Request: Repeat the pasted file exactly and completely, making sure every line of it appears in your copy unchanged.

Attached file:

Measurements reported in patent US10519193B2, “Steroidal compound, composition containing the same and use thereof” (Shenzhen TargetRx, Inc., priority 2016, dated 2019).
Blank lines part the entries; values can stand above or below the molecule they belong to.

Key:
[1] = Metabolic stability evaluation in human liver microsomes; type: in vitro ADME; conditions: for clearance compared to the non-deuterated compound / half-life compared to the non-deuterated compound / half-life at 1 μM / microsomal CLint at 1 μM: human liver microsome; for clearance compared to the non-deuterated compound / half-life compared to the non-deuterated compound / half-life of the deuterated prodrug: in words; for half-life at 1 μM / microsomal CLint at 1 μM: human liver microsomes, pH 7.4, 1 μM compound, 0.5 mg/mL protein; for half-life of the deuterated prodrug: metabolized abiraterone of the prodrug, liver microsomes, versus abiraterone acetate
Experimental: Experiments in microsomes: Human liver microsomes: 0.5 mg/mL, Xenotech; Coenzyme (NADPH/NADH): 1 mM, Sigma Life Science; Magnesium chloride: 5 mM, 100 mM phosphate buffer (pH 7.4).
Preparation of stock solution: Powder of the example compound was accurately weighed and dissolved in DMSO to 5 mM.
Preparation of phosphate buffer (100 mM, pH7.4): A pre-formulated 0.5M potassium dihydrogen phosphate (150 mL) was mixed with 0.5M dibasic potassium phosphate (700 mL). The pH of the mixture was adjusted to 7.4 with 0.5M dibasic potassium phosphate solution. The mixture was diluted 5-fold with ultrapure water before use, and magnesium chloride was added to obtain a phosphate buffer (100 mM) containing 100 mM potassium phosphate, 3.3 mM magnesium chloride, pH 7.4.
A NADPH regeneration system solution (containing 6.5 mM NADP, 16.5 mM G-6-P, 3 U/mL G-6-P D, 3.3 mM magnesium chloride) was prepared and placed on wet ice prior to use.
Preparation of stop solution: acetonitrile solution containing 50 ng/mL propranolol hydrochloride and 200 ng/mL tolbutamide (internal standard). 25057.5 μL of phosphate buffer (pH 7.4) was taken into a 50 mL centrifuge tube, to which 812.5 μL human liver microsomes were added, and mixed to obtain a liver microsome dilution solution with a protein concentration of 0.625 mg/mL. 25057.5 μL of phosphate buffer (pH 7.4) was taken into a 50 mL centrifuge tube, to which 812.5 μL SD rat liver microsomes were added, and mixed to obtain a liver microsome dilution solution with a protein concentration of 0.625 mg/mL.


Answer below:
Measurements reported in patent US10519193B2, “Steroidal compound, composition containing the same and use thereof” (Shenzhen TargetRx, Inc., priority 2016, dated 2019).
Blank lines part the entries; values can stand above or below the molecule they belong to.

Key:
[1] = Metabolic stability evaluation in human liver microsomes; type: in vitro ADME; conditions: for clearance compared to the non-deuterated compound / half-life compared to the non-deuterated compound / half-life at 1 μM / microsomal CLint at 1 μM: human liver microsome; for clearance compared to the non-deuterated compound / half-life compared to the non-deuterated compound / half-life of the deuterated prodrug: in words; for half-life at 1 μM / microsomal CLint at 1 μM: human liver microsomes, pH 7.4, 1 μM compound, 0.5 mg/mL protein; for half-life of the deuterated prodrug: metabolized abiraterone of the prodrug, liver microsomes, versus abiraterone acetate
Experimental: Experiments in microsomes: Human liver microsomes: 0.5 mg/mL, Xenotech; Coenzyme (NADPH/NADH): 1 mM, Sigma Life Science; Magnesium chloride: 5 mM, 100 mM phosphate buffer (pH 7.4).
Preparation of stock solution: Powder of the example compound was accurately weighed and dissolved in DMSO to 5 mM.
Preparation of phosphate buffer (100 mM, pH7.4): A pre-formulated 0.5M potassium dihydrogen phosphate (150 mL) was mixed with 0.5M dibasic potassium phosphate (700 mL). The pH of the mixture was adjusted to 7.4 with 0.5M dibasic potassium phosphate solution. The mixture was diluted 5-fold with ultrapure water before use, and magnesium chloride was added to obtain a phosphate buffer (100 mM) containing 100 mM potassium phosphate, 3.3 mM magnesium chloride, pH 7.4.
A NADPH regeneration system solution (containing 6.5 mM NADP, 16.5 mM G-6-P, 3 U/mL G-6-P D, 3.3 mM magnesium chloride) was prepared and placed on wet ice prior to use.
Preparation of stop solution: acetonitrile solution containing 50 ng/mL propranolol hydrochloride and 200 ng/mL tolbutamide (internal standard). 25057.5 μL of phosphate buffer (pH 7.4) was taken into a 50 mL centrifuge tube, to which 812.5 μL human liver microsomes were added, and mixed to obtain a liver microsome dilution solution with a protein concentration of 0.625 mg/mL. 25057.5 μL of phosphate buffer (pH 7.4) was taken into a 50 mL centrifuge tube, to which 812.5 μL SD rat liver microsomes were added, and mixed to obtain a liver microsome dilution solution with a protein concentration of 0.625 mg/mL.